Chaplain travels with Uncle Sam


By Fr Bill Kneemiller
For The Catholic Messenger

I am now in my third deployment to the Middle East and blessed to be able to continue to serve as a military chaplain. I’ve had mobilization training in Fort Dix and in the country of Kuwait. As I write this, I am now on my way to yet another country, where the U.S. has an important, but low-key presence. Once again, the shortage of Catholic chaplains in the military comes to mind. There are only about 100 Catholic chaplains in the U.S. Army and worldwide. This is hardly enough for one per country (outside the U.S) considering the far-flung activities of the U.S. military.

Fr. Kneemiller

Discipline of Prayer — Through this discipline I experience the treasuries of our Catholic faith. The Liturgy of the Hours and the rosary both make the Scriptures personable and come to life; they’re like a companion keeping me company and giving inspiration. The day before getting the go-ahead for travel to my new assignment, the Monday morning prayer psalm was Psalm 42, “Hope in God I will praise him still … as I think of you, from the country of Mount Hermon.” I realize that I am very close to this actual location. The morning and evening psalms consecrate time as Pope Paul VI once described the value of the Liturgy of the Hours.

At my mobilization training at Fort Dix there was a waiting room where a TV had sound just loud enough to hear — a different sort of “companion.” I wonder about our need for constant media chatter. I recently posed this question to my niece, Catie, who joined an order of religious sisters, the Martyrs of St. George, in Illinois. Catie said, “Maybe people are not comfortable with silence, with their conscience or with the possibility of God speaking to them.”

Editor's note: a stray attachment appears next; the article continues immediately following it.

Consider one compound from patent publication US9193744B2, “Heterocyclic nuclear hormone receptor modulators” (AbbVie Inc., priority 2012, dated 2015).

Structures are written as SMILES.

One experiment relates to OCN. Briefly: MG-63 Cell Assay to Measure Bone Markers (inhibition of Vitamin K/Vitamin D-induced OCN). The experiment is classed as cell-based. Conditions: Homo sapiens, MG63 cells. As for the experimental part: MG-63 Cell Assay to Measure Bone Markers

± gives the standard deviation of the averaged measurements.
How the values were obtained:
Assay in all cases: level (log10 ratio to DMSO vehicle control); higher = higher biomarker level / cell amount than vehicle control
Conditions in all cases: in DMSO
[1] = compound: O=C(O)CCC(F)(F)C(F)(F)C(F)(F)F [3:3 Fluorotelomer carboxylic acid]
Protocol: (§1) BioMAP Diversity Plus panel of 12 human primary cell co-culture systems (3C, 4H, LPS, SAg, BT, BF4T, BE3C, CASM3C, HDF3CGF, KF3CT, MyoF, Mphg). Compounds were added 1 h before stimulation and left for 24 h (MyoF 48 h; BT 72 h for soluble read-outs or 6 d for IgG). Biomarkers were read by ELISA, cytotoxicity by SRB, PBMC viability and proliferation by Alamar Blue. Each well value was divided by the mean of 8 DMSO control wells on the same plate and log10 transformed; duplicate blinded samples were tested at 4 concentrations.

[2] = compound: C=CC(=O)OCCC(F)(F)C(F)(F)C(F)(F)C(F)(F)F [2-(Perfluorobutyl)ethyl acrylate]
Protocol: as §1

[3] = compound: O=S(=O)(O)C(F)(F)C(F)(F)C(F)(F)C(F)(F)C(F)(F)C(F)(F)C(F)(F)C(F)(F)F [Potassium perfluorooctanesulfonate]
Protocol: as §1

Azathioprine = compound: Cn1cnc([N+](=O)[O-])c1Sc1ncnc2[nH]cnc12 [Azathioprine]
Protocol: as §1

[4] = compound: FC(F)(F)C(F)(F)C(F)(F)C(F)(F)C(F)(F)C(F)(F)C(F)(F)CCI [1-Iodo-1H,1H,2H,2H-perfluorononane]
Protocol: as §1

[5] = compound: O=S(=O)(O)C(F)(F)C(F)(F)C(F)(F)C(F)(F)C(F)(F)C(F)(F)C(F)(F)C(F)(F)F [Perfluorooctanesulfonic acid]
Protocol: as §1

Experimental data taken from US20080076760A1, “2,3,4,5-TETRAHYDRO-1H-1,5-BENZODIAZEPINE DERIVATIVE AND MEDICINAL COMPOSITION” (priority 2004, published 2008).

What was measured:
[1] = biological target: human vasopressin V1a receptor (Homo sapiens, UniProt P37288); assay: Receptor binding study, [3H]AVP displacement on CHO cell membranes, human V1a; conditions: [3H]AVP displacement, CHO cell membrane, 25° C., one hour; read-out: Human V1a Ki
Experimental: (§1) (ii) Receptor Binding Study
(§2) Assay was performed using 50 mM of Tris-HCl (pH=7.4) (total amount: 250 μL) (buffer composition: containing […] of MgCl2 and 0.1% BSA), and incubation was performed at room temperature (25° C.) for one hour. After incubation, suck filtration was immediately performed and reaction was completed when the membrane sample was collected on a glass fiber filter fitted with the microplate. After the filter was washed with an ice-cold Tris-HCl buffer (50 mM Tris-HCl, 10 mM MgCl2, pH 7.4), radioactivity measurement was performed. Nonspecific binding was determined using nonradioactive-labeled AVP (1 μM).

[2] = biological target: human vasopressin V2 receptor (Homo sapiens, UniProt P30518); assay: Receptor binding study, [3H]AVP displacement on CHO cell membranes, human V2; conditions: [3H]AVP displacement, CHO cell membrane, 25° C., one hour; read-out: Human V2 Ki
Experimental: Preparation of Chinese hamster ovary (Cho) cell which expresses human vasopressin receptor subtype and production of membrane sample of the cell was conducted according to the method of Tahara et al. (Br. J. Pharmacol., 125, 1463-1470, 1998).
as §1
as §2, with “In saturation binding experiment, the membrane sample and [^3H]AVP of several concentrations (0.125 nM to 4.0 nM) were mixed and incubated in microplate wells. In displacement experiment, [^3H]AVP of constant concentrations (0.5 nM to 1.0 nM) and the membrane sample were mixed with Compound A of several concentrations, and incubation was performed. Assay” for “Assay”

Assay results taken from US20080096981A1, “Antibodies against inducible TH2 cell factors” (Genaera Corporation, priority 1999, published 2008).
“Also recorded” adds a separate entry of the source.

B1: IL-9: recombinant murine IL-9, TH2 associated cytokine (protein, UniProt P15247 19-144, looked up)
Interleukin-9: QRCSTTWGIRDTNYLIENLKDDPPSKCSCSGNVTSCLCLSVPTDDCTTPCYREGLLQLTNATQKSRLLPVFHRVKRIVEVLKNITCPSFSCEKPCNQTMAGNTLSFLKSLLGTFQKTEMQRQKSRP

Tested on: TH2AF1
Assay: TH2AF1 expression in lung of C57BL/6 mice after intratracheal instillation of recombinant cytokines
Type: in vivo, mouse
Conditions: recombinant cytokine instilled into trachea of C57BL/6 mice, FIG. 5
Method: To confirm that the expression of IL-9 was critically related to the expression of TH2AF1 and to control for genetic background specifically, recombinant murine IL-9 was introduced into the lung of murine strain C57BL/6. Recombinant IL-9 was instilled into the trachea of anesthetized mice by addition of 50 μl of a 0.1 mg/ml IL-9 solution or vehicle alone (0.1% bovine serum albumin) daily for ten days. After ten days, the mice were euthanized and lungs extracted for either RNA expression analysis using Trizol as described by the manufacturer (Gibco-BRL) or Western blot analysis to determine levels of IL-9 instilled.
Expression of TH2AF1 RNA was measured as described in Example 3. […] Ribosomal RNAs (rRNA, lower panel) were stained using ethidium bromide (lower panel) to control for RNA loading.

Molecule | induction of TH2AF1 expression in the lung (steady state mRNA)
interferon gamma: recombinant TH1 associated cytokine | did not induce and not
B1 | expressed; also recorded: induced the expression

I find as I am deployed and have no car I walk more — to the chow hall, to training meetings and have more slices of time for a prayer walk. Blessed Teresa taught her missionaries to count distances by the number of rosaries that could be prayed on the way.

Stopover in Germany — On my way to Kuwait, after a long and cramped flight, I took about a half-hour to do a “walking rosary.” Afterwards, I talked to a civilian who’s in MI — Military Intelligence — going to Afghanistan. He’s a sharp cookie and was trying to figure out what I was doing with my prayer walk, so he asked: “Were you pacing?” I replied: “I was just doing a simple rosary walk.” I have prayed the rosary every day for years and I believe that when we pray we invite Mary’s presence to lead us to the heart of Jesus Christ.

“Discipline is for Disciples — It’s no coincidence that these two words are closely connected.

Every adult Christian should have a strong Discipline of Prayer and I’d suggest praying daily at least one mystery of the rosary and one or two of the times of prayer of Liturgy of the Hours, which is the official prayer of the Catholic Church. I’d recommend adult Chris­tians to have a prayer discipline similar to deacons who pray Liturgy of the Hours for Morning Prayer and Night prayer. Every family should have a copy of “Shorter Christian Prayer” which contains Morning, Evening and Night Prayer of Liturgy of the Hours. This softback book fits in my back pocket, and is with me every moment of my waking day. This prayer time fits well with the First Commandment to love God above all things. Prayer can be integrated into activities such as walking, driving and menial tasks. A focus on prayer may have to involve some sacrifices, such as unplugging a TV or radio. But try it and see what happens when prayer is placed as an essential part of the day and a companion on your spiritual journey.

(Fr. Kneemiller is a priest of the Diocese of Davenport currently serving in the chaplain in the Army Reserves overseas.)

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